Synaptome of a Memory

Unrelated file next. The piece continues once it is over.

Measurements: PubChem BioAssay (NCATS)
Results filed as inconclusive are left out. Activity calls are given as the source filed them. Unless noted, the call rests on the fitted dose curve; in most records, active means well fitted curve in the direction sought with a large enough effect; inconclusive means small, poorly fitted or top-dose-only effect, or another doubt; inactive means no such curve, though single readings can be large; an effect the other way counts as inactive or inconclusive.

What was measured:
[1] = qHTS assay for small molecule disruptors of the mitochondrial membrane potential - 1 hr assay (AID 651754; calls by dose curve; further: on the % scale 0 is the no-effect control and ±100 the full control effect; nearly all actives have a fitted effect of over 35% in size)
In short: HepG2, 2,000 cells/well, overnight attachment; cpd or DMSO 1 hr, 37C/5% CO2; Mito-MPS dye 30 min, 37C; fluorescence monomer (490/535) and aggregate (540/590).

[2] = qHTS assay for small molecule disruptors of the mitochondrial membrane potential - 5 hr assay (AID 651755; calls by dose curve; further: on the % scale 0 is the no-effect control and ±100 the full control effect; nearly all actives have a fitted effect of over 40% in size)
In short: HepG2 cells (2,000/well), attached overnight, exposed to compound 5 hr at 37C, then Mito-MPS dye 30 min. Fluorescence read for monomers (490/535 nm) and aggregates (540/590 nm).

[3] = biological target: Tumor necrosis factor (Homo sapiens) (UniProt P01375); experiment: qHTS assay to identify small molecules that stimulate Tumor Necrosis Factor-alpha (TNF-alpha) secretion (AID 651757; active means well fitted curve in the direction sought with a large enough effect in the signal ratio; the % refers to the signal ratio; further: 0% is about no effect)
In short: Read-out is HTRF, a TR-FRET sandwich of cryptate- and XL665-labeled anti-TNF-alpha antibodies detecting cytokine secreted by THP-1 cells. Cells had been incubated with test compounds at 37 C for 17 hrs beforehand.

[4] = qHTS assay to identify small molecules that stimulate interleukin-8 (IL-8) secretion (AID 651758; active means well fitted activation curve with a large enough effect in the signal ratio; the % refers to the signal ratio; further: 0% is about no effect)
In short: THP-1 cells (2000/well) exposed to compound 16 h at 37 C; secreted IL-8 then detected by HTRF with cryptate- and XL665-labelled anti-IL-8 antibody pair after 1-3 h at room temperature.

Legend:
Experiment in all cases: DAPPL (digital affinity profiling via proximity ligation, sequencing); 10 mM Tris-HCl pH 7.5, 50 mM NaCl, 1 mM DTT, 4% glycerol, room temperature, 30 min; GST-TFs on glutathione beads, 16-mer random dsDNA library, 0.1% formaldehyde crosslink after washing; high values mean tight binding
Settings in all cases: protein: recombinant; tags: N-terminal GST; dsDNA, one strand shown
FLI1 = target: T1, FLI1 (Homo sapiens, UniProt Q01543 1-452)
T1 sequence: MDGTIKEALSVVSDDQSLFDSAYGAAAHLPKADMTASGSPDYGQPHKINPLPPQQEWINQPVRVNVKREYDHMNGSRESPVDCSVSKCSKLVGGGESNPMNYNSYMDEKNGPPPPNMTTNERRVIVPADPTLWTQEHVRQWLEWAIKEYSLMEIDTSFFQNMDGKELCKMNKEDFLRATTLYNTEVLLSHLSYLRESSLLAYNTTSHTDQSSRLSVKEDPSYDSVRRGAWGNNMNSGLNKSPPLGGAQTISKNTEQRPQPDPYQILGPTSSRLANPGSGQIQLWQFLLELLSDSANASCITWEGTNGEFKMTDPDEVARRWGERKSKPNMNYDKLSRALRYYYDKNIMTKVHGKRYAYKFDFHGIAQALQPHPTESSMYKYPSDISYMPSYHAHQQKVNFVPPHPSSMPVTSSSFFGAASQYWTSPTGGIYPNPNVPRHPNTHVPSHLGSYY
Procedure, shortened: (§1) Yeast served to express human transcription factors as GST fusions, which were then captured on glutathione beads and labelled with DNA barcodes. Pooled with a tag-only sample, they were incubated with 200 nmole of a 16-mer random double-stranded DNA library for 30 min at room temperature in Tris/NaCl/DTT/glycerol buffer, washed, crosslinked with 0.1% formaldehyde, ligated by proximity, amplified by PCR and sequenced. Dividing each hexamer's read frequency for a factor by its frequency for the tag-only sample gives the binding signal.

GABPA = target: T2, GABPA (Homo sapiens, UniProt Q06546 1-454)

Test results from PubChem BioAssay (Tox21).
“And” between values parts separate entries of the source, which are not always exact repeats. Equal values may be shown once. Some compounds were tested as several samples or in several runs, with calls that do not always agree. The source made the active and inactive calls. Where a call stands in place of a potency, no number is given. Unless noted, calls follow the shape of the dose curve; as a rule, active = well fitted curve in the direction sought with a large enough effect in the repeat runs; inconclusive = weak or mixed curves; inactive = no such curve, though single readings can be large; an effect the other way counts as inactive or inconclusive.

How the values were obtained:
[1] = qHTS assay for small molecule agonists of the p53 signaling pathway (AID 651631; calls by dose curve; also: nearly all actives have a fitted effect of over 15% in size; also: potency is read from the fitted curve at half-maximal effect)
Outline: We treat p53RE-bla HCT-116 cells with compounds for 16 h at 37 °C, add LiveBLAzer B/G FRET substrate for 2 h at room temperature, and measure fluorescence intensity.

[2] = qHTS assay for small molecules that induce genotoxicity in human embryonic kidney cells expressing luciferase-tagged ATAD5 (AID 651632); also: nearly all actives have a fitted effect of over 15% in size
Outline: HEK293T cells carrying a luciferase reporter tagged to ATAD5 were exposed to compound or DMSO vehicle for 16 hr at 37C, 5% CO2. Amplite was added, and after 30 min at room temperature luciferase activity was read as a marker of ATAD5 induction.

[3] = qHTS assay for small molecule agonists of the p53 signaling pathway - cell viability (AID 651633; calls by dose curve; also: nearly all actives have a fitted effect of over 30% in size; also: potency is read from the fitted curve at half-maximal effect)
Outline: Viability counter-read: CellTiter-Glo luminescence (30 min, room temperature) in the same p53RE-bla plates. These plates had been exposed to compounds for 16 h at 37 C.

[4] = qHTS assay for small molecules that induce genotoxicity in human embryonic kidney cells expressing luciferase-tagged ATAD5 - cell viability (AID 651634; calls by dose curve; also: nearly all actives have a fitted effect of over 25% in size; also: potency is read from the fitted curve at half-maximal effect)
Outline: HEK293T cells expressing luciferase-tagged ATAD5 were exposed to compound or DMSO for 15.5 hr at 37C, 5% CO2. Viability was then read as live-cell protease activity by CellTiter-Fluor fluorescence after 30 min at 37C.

A longstanding question in neuroscience concerns the cellular mechanisms of learning and memory. Since synapses were first discovered as the sites of communication between neurons, scientists have thought that changes in their number or structure would be a likely substrate of memory. Although evidence has accumulated, proof of this hypothesis has been elusive. Addressing this question requires substantial improvement in understanding how the brain is wired, namely, the “connectome”. Ultimately, the connectome will contain a map of the location and type of every synapse in the brain. The synaptome of a memory, sensation, or behavior is quite different from the co nectome of a brain region because these experiences likely involve a subset of synapses distributed across different brain regions. Hence, to understand mechanisms, it is necessary to know which specific synapses were involved. Detecting synapses and their subcellular components requires the nanoscale resolution of serial section electron microscopy, an approach that has been pioneered in my laboratory. We propose new strategies that will for the first time, provide specific identification of the progression and ultrastructural consequences of activity-dependent synapse remodeling in a cellular mechanism of learning and memory, a crucial first step in defining the synaptome of a memory. Nothing like this has ever been done before and the findings are crucial not only to understand the basic neuroscience and development of learning and memory, but also to illuminate synaptic dysfunction in prominent disease states, such as autism and Alzheimer’s disease.